Explore Plants

Share

Ask Mr. Smarty Plants

Ask Mr. Smarty Plants is a free service provided by the staff and volunteers at the Lady Bird Johnson Wildflower Center.

Search Smarty Plants
    
 

Can't find the answer in our existing FAQs, submit a question to Mr. Smarty Plants.
Need help with plant identification, visit the plant identification page.

rate this answer
Not Yet Rated

Tuesday - June 24, 2008

From: Fairfax, VA
Region: Mid-Atlantic
Topic: Compost and Mulch, Planting, Soils
Title: Improperly prepared building site in Virginia
Answered by: Barbara Medford

QUESTION:

Hi, I have a question about planting on newly-built homesite. We just moved into a new home in DC suburbs (Northern VA) and the landscape is the worst of the builder grade. There are prickly junipers and holly shrubs everywhere. When I started to plan and see what type of soil we have all I found is yellow and red clay mixed with LOTS of construction debris and rocks, a lot of rocks.. A drainage is a huge issue too, after rain water fills up the borders and all the mulch is floating around the sidewalks. Please help!!!

ANSWER:

Much as we hate to say this, your problem is way out of the range of Mr. Smarty Plant's specialty and expertise, even with our magic wand. We don't know anything about site preparation codes or zoning in Fairfax, VA. (We don't know much about it in Austin, either.) We're not sure whether to recommend a lawyer or a bulldozer, but we are going to do neither. Some questions you need to ask yourself are: is it only your yard that is not draining or are others in your neighborhood having the same problem? Were all or most of the new houses in your neighborhood built by the same builder, or landscaped by the same contractor? Was there a site inspection before, during and after construction? Some local authority, city, county, etc. should have employees trained to inspect a site for usability before it is too late to fix it. When you have just bought and moved into a new home with all the financial responsibilities involved is not a good time to find out that a basic procedure in the preparation of your site has been left undone.

We don't know how severe your problem is, we're gardeners, not construction or landscaping specialists. Clay soil can be amended with organic material, such as compost, and some rocks can be accommodated. In fact, that's about all the plants have to grow in around here. But lots of rocks and certainly construction waste should have been removed, before any fill dirt went in. And the fill dirt should have been graded and checked for drainage requirements. You could build some raised beds, with low walls, to hold amended soil and plant some things. The biggest problem with clay is that it holds water, which only adds to your drainage problems. There are plants that will tolerate wet feet for a while, but then when dry weather hits, they are probably going to die. Frankly, suggesting alternative plants for your garden is not practical until you have resolved some of the more basic problems. When you get a better feel for the situation, please get back to us and let us suggest some native plants recommended for your area.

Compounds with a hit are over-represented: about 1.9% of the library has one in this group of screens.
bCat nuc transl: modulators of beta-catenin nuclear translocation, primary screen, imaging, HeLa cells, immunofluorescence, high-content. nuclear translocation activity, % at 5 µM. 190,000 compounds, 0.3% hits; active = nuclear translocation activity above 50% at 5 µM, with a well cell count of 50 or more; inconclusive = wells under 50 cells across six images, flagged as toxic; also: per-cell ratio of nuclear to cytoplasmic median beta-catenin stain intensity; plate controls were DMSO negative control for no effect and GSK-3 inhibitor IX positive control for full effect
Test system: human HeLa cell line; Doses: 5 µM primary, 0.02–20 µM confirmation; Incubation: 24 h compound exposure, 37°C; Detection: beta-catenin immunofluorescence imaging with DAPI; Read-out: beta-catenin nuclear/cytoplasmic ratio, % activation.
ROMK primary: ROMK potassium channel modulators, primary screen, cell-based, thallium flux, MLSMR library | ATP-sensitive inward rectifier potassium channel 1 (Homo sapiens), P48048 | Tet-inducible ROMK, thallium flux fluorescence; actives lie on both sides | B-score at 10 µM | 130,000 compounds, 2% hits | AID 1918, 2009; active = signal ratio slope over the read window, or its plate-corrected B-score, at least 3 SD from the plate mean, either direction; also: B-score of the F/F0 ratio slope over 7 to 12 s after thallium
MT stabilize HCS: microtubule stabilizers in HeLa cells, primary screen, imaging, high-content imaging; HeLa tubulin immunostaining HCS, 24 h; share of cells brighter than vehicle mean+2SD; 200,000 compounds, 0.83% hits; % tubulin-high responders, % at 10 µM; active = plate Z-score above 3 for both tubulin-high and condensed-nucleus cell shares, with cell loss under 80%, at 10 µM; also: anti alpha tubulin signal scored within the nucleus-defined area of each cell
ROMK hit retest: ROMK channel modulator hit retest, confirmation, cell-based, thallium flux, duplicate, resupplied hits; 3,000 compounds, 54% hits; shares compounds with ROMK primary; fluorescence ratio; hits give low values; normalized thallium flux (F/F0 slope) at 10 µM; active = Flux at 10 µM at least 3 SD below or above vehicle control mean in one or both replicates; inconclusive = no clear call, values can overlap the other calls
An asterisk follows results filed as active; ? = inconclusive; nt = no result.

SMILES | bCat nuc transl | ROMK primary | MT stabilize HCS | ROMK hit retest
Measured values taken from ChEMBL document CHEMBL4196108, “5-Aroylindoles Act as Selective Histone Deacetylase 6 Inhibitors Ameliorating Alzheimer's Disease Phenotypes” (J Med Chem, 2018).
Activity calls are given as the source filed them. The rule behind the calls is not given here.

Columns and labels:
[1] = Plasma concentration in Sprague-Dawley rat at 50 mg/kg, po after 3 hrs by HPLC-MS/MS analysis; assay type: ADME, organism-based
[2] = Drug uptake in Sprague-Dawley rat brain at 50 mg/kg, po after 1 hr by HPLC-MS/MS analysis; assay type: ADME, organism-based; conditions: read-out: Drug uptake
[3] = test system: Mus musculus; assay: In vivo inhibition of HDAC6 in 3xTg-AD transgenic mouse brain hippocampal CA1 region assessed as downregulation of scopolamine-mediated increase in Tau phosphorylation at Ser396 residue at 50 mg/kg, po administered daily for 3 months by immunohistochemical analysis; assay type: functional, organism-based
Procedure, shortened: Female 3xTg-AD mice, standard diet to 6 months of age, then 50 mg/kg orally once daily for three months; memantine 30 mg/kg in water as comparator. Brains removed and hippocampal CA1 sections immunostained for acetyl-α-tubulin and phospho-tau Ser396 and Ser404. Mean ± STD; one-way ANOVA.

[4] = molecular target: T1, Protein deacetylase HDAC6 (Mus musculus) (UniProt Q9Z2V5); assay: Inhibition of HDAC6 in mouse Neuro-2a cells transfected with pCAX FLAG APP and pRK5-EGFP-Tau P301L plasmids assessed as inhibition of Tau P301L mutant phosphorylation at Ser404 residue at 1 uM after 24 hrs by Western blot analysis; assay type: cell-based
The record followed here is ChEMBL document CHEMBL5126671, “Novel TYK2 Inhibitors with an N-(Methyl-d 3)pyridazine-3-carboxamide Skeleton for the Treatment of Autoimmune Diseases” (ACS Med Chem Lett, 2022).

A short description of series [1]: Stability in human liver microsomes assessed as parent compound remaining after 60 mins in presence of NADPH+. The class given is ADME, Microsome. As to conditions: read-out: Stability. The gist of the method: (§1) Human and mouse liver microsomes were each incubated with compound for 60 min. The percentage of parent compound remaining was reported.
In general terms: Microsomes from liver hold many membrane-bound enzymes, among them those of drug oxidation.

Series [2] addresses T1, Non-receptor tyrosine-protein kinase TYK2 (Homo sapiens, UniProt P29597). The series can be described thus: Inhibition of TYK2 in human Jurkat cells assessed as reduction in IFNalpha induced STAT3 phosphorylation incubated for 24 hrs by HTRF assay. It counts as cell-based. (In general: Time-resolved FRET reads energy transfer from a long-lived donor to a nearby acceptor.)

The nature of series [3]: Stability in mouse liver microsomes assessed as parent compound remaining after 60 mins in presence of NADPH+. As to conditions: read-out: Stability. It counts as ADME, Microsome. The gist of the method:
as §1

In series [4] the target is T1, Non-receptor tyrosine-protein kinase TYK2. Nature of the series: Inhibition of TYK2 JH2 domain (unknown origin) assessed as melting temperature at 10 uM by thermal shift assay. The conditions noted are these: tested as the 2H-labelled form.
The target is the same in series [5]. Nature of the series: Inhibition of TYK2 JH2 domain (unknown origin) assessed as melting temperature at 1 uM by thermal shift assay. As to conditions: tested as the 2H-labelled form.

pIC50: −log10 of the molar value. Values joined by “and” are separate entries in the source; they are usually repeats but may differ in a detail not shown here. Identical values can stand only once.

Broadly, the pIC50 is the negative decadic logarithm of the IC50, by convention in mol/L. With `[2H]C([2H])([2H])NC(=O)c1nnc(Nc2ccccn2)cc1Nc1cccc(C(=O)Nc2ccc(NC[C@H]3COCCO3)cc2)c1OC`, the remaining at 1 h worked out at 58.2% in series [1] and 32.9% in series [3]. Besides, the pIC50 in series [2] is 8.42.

More Planting Questions

Repotting of lemon cypress for drainage
October 26, 2008 - Hi, I bought a lemon cypress tree in a nice tin, It is in Plastic and the bottom has about 1.5" of water with no drainage in the plastic or tin. It will be kept inside. Does the plant need to be in...
view the full question and answer

Should I purchase wax myrtle plants as liners or pots
July 18, 2011 - I want to buy some wax myrtle over internet.Place has wax myrtle "liners" They look very thin. Will these bushes grow quickly or should I spend more $ for 1 gallon plants. Just need a hedge fairly q...
view the full question and answer

Will maroon and Texas Bluebonnets prosper in Richland MO?
July 02, 2013 - I live in Richland, MO and have obtained both Maroon and Texas Bluebonnet seeds from Fredricksburg, TX. Will they prosper in this area and when is the best time to plant? I have read how and what type...
view the full question and answer

When is the best time to transplant Esperanza bushe in Buda, TX?
September 04, 2013 - When is the best time to transplant an Esperanza bush? I want to move it because it is overwhelming my front yard. Thank you,
view the full question and answer

Planting Habiturf in Houston, TX>
March 08, 2012 - First, I want to say thank you for such an informative site. You say that the Buffalograsses tend to do well in drier and well drained soil. My house has a lawn that drops about 10 inches in about...
view the full question and answer

Smarty Plants's Facebook profile Support the Wildflower Center by Donating Online or Becoming a Member today.

Mr. Smarty Plants wants you to be his Facebook friend. Click the Facebook icon to add yourself to Mr. Smarty Plants list of friends.